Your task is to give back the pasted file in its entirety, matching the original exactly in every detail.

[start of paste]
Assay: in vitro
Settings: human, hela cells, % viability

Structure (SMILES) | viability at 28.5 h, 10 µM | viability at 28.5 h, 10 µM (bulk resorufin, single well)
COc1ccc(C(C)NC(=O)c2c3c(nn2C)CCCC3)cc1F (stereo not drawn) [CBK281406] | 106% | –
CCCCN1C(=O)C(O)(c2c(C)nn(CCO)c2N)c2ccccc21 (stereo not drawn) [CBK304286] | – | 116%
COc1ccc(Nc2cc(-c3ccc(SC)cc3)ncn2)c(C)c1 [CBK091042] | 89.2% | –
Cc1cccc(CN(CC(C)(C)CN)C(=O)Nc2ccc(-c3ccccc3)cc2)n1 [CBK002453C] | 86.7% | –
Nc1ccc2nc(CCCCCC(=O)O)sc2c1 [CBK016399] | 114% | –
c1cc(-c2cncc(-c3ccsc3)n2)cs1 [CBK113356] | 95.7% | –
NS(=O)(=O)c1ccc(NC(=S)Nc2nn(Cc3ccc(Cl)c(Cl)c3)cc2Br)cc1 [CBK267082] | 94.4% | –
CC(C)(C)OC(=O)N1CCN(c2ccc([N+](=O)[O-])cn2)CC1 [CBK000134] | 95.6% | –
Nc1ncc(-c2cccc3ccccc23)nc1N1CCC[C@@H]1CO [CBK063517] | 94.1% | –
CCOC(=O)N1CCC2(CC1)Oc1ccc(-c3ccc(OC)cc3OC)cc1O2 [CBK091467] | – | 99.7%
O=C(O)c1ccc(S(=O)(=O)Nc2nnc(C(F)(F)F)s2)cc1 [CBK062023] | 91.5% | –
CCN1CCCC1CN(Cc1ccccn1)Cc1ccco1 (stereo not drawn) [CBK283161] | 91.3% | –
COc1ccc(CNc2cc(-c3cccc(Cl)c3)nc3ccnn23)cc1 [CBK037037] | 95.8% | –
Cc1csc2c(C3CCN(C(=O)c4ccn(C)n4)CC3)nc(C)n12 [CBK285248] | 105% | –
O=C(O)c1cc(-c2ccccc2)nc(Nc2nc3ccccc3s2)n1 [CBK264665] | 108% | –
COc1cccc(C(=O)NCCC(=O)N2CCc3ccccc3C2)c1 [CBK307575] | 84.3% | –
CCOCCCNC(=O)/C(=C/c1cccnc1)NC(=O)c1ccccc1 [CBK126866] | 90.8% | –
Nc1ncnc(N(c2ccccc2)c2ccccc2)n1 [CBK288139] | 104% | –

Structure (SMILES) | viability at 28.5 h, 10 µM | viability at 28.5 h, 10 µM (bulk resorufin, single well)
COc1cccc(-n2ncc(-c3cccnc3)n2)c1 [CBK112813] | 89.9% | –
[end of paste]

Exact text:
Assay: in vitro
Settings: human, hela cells, % viability

Structure (SMILES) | viability at 28.5 h, 10 µM | viability at 28.5 h, 10 µM (bulk resorufin, single well)
COc1ccc(C(C)NC(=O)c2c3c(nn2C)CCCC3)cc1F (stereo not drawn) [CBK281406] | 106% | –
CCCCN1C(=O)C(O)(c2c(C)nn(CCO)c2N)c2ccccc21 (stereo not drawn) [CBK304286] | – | 116%
COc1ccc(Nc2cc(-c3ccc(SC)cc3)ncn2)c(C)c1 [CBK091042] | 89.2% | –
Cc1cccc(CN(CC(C)(C)CN)C(=O)Nc2ccc(-c3ccccc3)cc2)n1 [CBK002453C] | 86.7% | –
Nc1ccc2nc(CCCCCC(=O)O)sc2c1 [CBK016399] | 114% | –
c1cc(-c2cncc(-c3ccsc3)n2)cs1 [CBK113356] | 95.7% | –
NS(=O)(=O)c1ccc(NC(=S)Nc2nn(Cc3ccc(Cl)c(Cl)c3)cc2Br)cc1 [CBK267082] | 94.4% | –
CC(C)(C)OC(=O)N1CCN(c2ccc([N+](=O)[O-])cn2)CC1 [CBK000134] | 95.6% | –
Nc1ncc(-c2cccc3ccccc23)nc1N1CCC[C@@H]1CO [CBK063517] | 94.1% | –
CCOC(=O)N1CCC2(CC1)Oc1ccc(-c3ccc(OC)cc3OC)cc1O2 [CBK091467] | – | 99.7%
O=C(O)c1ccc(S(=O)(=O)Nc2nnc(C(F)(F)F)s2)cc1 [CBK062023] | 91.5% | –
CCN1CCCC1CN(Cc1ccccn1)Cc1ccco1 (stereo not drawn) [CBK283161] | 91.3% | –
COc1ccc(CNc2cc(-c3cccc(Cl)c3)nc3ccnn23)cc1 [CBK037037] | 95.8% | –
Cc1csc2c(C3CCN(C(=O)c4ccn(C)n4)CC3)nc(C)n12 [CBK285248] | 105% | –
O=C(O)c1cc(-c2ccccc2)nc(Nc2nc3ccccc3s2)n1 [CBK264665] | 108% | –
COc1cccc(C(=O)NCCC(=O)N2CCc3ccccc3C2)c1 [CBK307575] | 84.3% | –
CCOCCCNC(=O)/C(=C/c1cccnc1)NC(=O)c1ccccc1 [CBK126866] | 90.8% | –
Nc1ncnc(N(c2ccccc2)c2ccccc2)n1 [CBK288139] | 104% | –

Structure (SMILES) | viability at 28.5 h, 10 µM | viability at 28.5 h, 10 µM (bulk resorufin, single well)
COc1cccc(-n2ncc(-c3cccnc3)n2)c1 [CBK112813] | 89.9% | –